Over 200 business students from Petroc put their entrepreneurial skills to the test last month, as part of the Enterprise Challenge 2016.
In groups of five or six, the students from a wide range of Business courses, from Level 1 to Level 3, worked together to design and present a social enterprise idea of their choice. The learners were challenged to come up with a business plan that could make a real difference, socially, either locally or further afield.
As part of the challenge, students had to ensure their business proposal was sustainable and that the business would generate enough income to cover costs and allow it to grow.
Over the course of a week, the learners were able to listen to inspirational talks from local experts, including James Bradley from We Love Social and Stuart Brocklehurst from Applegate, to give them ideas, before going off into groups to plan their businesses. The groups then presented their ideas internally and the five strongest business plans were selected to be showcased in front of a panel of external judges.
The judging panel was made up of local experts from a wide range of industries, and included Sue Boundy from Cleveland Holidays, Jon Triggs from North Devon Council, Steve Tricker from Blue Soup, Wendy Johnson from Brewer, Harding and Rowe and independent advisor, Rob Simpson. The head judge was Earl Napier, the Local Policing and Partnership Inspector for Barnstaple. Diane Dimond, Principal at Petroc, was also on the judging panel.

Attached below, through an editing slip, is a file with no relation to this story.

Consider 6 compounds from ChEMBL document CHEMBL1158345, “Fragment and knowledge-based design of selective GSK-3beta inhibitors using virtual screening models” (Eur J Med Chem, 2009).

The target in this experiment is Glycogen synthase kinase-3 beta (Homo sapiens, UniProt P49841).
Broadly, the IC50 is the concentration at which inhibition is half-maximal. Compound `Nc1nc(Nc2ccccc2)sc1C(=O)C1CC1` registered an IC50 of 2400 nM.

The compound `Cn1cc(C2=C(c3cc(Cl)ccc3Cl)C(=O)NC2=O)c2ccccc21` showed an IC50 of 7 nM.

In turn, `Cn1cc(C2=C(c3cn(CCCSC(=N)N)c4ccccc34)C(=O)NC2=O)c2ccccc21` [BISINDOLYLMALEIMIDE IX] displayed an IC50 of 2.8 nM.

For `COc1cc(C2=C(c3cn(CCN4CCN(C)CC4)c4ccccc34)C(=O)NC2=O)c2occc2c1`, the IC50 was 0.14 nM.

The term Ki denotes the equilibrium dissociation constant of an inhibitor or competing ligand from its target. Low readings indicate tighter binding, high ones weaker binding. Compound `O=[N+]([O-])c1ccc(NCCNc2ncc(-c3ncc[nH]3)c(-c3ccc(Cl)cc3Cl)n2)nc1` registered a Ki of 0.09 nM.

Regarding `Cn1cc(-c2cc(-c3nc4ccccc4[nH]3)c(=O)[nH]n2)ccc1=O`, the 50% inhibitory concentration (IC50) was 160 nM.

Each group had 15 minutes to present their ideas and answer questions from the judges, and were scored in a number of different categories to determine an overall winner.
The winning team – Group 4 – devised an app called ‘My Pet Rock.’ The app was specifically designed to help students dealing with mental health issues, and included a number of functions including mindfulness activities and a sleep tracker.
Speaking to all the finalists, head judge, Earl, said: “To get to this stage is a massive achievement. You have all put so much time and effort into this project and I have been incredibly impressed by each and every idea.
“I was particularly interested in the students’ app idea. In my role I am always looking at ways to engage with and support the local community, and I think the app has huge potential to help a lot of people both locally and further afield,” added Earl.
Marie Gould, Petroc’s curriculum lead for business, administration and route to employment, organised the challenge alongside her team. She said: “Events like this give students the opportunity to think about how they can apply their new-found skills to the world of work. It looks great on their CV and really improves their confidence.
“I couldn’t be more proud of each and every one of our students. They all worked extremely hard to research and prepare for their presentations and the business ideas that they came up with in the short time are just incredible.”
Toni Hill, a Level 1 business student, was part of the winning team. She said: “We worked really well together, and used each other’s strengths to build our business idea. We drew on our own knowledge and experiences, and I think this passion must have come across in our presentation.”
As part of their prize, the team will receive a £300 start-up fund to help turn their business into a reality. They will also have the opportunity to receive mentoring from Dirk Rohwedder, Director of the Dartington Social Enterprise Hub.